Mike wants to leave to find other humans after he discovers heat signatures on a radar map. Phil will do anything to stop him. Melissa and Gail are sent out to look for provisions, but they get distracted along the way. Todd and Erica attempt to make decisions together concerning their soon-to-be-born baby.

God’s name is misused four times. The words “h—,” “d–k,” “d–n,” “b—s” and “frickin” are used a few times. Someone rearranges a phrase to say “gits and shiggles.” There are multiple sexual jokes and references (including words like “gonads” and a mock sexual interlude that includes a mannequin). A few dummies are in bikinis and one is naked. A razor drops, assumedly, on a man’s private area. People joke about urine and feces. A couple argue over painting a baby’s room so it doesn’t dictate “gender direction.” Two women shoot guns and drink alcohol. A man threatens to teach babies how to smoke and to run over another man’s head with a truck. A dog’s body is seen in pieces and attached to a robot.

Last-Man-on-Earth: 3-1-2015

“Alive in Tucson/The Elephant in the Room”

In this hour-long, two-part premiere, a lonely and increasingly nihilistic Phil trashes his habitat, then tries to kill himself. When he finds the preternaturally perky and persnickety Carol, their relationship gets off to a very rocky start. But when Carol shows signs of giving up on herself, Phil labors to pipe water down from a cistern and into her tomato garden. “It feels good to be so selfless,” he admits.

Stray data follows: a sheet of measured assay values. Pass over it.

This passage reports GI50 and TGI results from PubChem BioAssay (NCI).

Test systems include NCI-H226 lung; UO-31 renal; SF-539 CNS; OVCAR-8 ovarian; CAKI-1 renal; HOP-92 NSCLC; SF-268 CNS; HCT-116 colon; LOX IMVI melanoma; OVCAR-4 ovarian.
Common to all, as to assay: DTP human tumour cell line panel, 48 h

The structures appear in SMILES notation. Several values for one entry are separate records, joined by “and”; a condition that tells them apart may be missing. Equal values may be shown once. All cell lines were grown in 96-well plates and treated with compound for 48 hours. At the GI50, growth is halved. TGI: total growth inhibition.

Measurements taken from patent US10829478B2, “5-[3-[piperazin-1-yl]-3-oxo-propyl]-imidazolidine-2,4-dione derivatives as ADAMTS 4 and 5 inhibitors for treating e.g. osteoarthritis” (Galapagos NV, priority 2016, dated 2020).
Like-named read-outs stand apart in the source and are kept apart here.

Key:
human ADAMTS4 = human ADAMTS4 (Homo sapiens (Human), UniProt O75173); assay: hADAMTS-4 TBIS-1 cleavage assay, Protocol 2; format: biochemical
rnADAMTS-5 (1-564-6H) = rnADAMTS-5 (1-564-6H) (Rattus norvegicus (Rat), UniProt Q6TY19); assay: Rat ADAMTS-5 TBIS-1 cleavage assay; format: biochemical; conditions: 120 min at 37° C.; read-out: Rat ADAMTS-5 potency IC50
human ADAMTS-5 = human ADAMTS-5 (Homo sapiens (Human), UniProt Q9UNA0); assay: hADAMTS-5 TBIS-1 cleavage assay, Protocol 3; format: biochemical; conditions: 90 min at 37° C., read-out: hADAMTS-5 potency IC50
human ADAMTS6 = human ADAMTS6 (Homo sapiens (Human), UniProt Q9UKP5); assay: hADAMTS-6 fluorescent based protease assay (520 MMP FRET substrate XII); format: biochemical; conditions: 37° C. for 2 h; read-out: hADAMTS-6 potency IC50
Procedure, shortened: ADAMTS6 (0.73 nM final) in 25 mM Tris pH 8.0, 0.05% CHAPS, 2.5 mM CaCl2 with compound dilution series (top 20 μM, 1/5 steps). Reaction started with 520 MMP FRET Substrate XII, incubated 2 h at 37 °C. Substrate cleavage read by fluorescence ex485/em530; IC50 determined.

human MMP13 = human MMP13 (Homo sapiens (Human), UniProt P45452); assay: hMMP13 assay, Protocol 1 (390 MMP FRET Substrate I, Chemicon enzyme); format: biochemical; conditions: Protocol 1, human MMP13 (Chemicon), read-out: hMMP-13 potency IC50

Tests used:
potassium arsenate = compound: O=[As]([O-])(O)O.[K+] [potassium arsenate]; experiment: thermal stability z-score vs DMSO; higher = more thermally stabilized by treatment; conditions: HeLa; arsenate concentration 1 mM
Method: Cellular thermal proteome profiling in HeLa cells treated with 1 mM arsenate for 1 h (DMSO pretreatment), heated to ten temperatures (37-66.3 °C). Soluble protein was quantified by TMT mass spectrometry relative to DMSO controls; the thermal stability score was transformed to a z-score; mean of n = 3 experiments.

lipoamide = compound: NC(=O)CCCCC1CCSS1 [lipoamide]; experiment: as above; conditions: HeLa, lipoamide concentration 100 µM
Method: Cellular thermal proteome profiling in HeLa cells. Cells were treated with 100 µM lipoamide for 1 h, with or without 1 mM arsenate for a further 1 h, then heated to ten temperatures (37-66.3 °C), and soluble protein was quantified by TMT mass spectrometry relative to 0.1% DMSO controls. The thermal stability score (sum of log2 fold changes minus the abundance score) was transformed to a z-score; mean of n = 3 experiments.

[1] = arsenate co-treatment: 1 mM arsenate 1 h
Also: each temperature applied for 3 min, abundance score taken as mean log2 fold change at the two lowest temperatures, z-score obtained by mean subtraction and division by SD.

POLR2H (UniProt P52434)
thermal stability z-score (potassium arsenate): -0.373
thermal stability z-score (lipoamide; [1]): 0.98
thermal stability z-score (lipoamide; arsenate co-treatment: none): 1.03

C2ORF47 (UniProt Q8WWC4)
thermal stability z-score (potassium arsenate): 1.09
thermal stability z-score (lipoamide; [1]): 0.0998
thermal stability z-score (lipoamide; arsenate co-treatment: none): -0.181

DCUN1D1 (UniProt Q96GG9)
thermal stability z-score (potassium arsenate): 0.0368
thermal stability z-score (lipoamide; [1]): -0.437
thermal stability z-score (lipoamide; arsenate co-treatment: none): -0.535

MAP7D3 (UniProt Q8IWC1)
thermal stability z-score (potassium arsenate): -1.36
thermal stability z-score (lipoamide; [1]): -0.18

Phil crosses himself and talks to God. He asks some legitimate questions, but also crudely blames the Almighty for his masturbation habits. He accumulates stacks of porn magazines from abandoned convenience stores. And he hits on a mannequin, giving it a kiss. He runs around in his underwear and then pulls them down to expose himself to Carol. We see Phil relieving himself, revealing quite a lot of skin in the process. (Carol prepares to follow suit.) We see Phil’s soaked underwear. He wears Hugh Hefner’s Playboy Mansion robe—telling us that he washed it first. He rubs his face in Carol’s bra when he finds it hanging on a line and hallucinates that a beautiful woman is kissing him.

Carol threatens Phil with a gun. Phil steals Carol’s tomatoes, and we learn that he defecates in her garden. He guzzles beer and whiskey, and fills a wading pool with tequila. He and Carol drink wine. Much double entendre silliness is made of Phil painting faces on and then talking to “balls.” (One of his new “friends” he calls homophobic.) Swearing includes “d–n” (more than a dozen times) and “b–tard” (three or four times). God’s name is misused a few times, and we hear the euphemisms “freaking” and “jeez.”

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Kristen Smith
Kristin Smith

Kristin Smith joined the Plugged In team in 2017. Formerly a Spanish and English teacher, Kristin loves reading literature and eating authentic Mexican tacos. She and her husband, Eddy, loving raising their little guy, Judah. Kristin also has a deep affection for coffee, music, her dog (Cali) and cat (Aslan).

Paul Asay
Paul Asay

Paul Asay has been part of the Plugged In staff since 2007, watching and reviewing roughly 15 quintillion movies and television shows. He’s written for a number of other publications, too, including Time, The Washington Post and Christianity Today. The author of several books, Paul loves to find spirituality in unexpected places, including popular entertainment, and he loves all things superhero. His vices include James Bond films, Mountain Dew and terrible B-grade movies. He’s married, has two children and a neurotic dog, runs marathons on occasion and hopes to someday own his own tuxedo. Feel free to follow him on Twitter @AsayPaul.